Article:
Thursday, January 9, 2014

Barry Ritholtz Mischaracterizes Gold Bugs

A recent article written by Barry Ritholtz titled ‘10 Reasons the Gold Bugs Lost Their Shirts’ highlights some important points that any investor would do well to consider, i.e.

‘Beware the Narrative’ – Don’t rely on stories that get you emotionally involved in a trade / investment.

‘Ignore History at Your Own Peril’ – Most things come into and out of fashion, what goes up usually comes down.

‘Leverage is Always Dangerous’ – The leverage involved in futures contracts runs the risk of margin calls if the trade doesn’t go your way.

‘What’s In the Price Already?’
– By the time rumours make their way to the average retail investor it's probably already priced in.

As Ritholtz says in the article, many of the tips can be applied to any investment, not just those who hold Gold.

However in my opinion he makes some critical mistakes in his analysis of Gold and those who hold it (‘gold bugs’).

Ritholtz says part way through the article:
"Like all commodities, gold is purchased via futures contracts."
This one sentence mischaracterizes a majority of those that I would consider to be 'gold bugs', who for the most part are wary of the futures market and other 'paper markets', sticking primarily with physical bullion, bars & coins (which don't even get a mention in the article). 

While I have seen the question posed on precious metals forums, "Should I take out a personal loan to buy precious metals?", it is far from a common query and usually met with a resounding "No". Gold bugs are rarely leveraged to the extent of futures traders (Ritholtz says typically this is 15 to 1), so are unlikely to 'lose their shirt' in the event of a large correction or crash.

He characterizes gold bugs as investors who are holding the metal specifically with the intent to make a fiat currency profit, when for many that is not the case.

In an article I wrote 12 months ago (Gold Speculator, Investor, Trader, Saver or Gambler?) I described five labels for those I see in the Gold space (it's likely this list could be expanded on). The purpose of Gold for these individuals will vary, from trading the metal for a profit, as insurance in the case of financial crisis or as a vehicle for transitioning wealth from the current monetary system to whatever comes next.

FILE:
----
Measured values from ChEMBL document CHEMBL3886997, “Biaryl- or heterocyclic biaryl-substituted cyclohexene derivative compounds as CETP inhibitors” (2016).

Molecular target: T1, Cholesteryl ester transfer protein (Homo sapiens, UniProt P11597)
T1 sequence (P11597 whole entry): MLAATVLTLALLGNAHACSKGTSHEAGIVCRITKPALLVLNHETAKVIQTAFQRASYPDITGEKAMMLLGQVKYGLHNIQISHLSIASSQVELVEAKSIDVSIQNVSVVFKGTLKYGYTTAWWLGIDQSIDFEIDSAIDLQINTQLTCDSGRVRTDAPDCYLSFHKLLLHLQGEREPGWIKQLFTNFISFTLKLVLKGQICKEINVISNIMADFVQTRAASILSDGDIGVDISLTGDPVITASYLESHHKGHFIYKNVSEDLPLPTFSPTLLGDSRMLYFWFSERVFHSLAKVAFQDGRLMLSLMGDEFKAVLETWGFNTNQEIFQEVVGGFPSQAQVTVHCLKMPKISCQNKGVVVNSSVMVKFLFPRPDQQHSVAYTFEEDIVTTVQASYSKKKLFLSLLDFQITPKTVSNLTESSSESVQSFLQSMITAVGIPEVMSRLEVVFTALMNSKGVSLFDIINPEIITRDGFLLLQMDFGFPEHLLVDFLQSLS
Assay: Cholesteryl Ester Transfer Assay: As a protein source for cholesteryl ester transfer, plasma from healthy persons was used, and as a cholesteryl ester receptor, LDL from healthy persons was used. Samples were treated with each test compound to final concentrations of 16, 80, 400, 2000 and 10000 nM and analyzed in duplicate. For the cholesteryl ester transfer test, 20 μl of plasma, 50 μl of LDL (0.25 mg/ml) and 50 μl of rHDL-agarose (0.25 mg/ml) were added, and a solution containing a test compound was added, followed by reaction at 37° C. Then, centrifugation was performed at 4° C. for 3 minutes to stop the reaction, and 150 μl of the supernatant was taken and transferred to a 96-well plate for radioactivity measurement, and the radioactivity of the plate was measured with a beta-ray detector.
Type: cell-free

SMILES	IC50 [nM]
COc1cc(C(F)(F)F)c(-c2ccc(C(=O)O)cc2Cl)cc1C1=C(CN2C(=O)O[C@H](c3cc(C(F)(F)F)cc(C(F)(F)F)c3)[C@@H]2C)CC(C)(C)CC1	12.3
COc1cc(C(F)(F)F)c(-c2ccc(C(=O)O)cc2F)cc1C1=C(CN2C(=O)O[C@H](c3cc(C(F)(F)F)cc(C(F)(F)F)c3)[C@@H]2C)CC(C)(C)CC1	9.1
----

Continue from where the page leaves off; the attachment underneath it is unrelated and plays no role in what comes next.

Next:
Others again own Gold with the expectation they will need the metal for exchange of goods after a financial or monetary collapse (SHTF), does that sound like someone performing a trade (in the article Ritholtz claims 'Everything Eventually Becomes a Trade')?

One of the points made in the article gives the impression that gold bugs will usually hold 'no matter what':
Ask yourself, “What would make me reverse this position? What would make me sell this long or cover this short?” There is usually a long list of technical and fundamental answers. They may include break in support, a violation of a trendline, a decline in earnings, a slowing of growth, etc. Often, a simple modest price decrease is sufficient to get traders to cut their losses.

Yet many of the gold bugs I have spoken with over the past five years had no pain point. “I'll Stick With Gold” was a common refrain. There was no conceivable set of circumstances that could either reduce their ardor or their holdings in the metal.
While I am sure that there are a few of these types out there, I highly doubt that it represents a majority of gold bugs. Ritholtz is probably not posing the right scenario for the gold bug to reconsider their holding. For example if we were to see anything that significantly impacted the relatively stable supply of the metal relative to total stock, e.g. a significant advancement in mining technology that increased new annual mine supply from 1.6% to 20% or if the central banks all unanimously decided to sell all their Gold holdings (flooding 40,000 tonnes into a 4,000 tonne per annum market) then I think we would see significant divestment out of Gold even by some of the hardcore gold bugs. However, their response to such a question is more likely to be 'it would never happen' rather than actually addressing what they would do if it did.